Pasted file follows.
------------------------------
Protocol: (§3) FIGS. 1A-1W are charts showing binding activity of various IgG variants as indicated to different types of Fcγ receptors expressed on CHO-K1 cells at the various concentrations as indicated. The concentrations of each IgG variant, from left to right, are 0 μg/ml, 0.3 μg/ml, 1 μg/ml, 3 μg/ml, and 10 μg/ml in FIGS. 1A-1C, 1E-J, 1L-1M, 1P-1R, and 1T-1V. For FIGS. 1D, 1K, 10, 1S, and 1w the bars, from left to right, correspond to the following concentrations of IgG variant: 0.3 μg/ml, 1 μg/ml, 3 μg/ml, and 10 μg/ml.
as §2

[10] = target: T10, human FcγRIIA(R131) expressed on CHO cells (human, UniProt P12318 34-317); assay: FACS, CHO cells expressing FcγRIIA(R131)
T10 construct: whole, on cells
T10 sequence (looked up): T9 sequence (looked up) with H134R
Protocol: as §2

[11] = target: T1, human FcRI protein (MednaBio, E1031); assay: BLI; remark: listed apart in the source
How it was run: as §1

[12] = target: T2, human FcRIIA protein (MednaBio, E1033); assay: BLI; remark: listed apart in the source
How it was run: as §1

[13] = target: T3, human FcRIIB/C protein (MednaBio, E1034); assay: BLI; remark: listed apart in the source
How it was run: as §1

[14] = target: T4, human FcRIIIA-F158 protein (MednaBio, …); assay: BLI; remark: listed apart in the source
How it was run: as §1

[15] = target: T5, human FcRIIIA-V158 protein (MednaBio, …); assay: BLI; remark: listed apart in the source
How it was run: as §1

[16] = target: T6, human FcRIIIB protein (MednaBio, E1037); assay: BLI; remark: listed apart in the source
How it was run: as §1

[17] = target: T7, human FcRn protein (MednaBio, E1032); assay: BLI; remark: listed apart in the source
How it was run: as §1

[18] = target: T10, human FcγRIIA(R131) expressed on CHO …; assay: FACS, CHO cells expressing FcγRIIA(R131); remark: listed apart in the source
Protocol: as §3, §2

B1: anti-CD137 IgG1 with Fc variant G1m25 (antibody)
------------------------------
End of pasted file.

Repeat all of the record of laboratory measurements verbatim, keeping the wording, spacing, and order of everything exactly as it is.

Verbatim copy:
Protocol: (§3) FIGS. 1A-1W are charts showing binding activity of various IgG variants as indicated to different types of Fcγ receptors expressed on CHO-K1 cells at the various concentrations as indicated. The concentrations of each IgG variant, from left to right, are 0 μg/ml, 0.3 μg/ml, 1 μg/ml, 3 μg/ml, and 10 μg/ml in FIGS. 1A-1C, 1E-J, 1L-1M, 1P-1R, and 1T-1V. For FIGS. 1D, 1K, 10, 1S, and 1w the bars, from left to right, correspond to the following concentrations of IgG variant: 0.3 μg/ml, 1 μg/ml, 3 μg/ml, and 10 μg/ml.
as §2

[10] = target: T10, human FcγRIIA(R131) expressed on CHO cells (human, UniProt P12318 34-317); assay: FACS, CHO cells expressing FcγRIIA(R131)
T10 construct: whole, on cells
T10 sequence (looked up): T9 sequence (looked up) with H134R
Protocol: as §2

[11] = target: T1, human FcRI protein (MednaBio, E1031); assay: BLI; remark: listed apart in the source
How it was run: as §1

[12] = target: T2, human FcRIIA protein (MednaBio, E1033); assay: BLI; remark: listed apart in the source
How it was run: as §1

[13] = target: T3, human FcRIIB/C protein (MednaBio, E1034); assay: BLI; remark: listed apart in the source
How it was run: as §1

[14] = target: T4, human FcRIIIA-F158 protein (MednaBio, …); assay: BLI; remark: listed apart in the source
How it was run: as §1

[15] = target: T5, human FcRIIIA-V158 protein (MednaBio, …); assay: BLI; remark: listed apart in the source
How it was run: as §1

[16] = target: T6, human FcRIIIB protein (MednaBio, E1037); assay: BLI; remark: listed apart in the source
How it was run: as §1

[17] = target: T7, human FcRn protein (MednaBio, E1032); assay: BLI; remark: listed apart in the source
How it was run: as §1

[18] = target: T10, human FcγRIIA(R131) expressed on CHO …; assay: FACS, CHO cells expressing FcγRIIA(R131); remark: listed apart in the source
Protocol: as §3, §2

B1: anti-CD137 IgG1 with Fc variant G1m25 (antibody)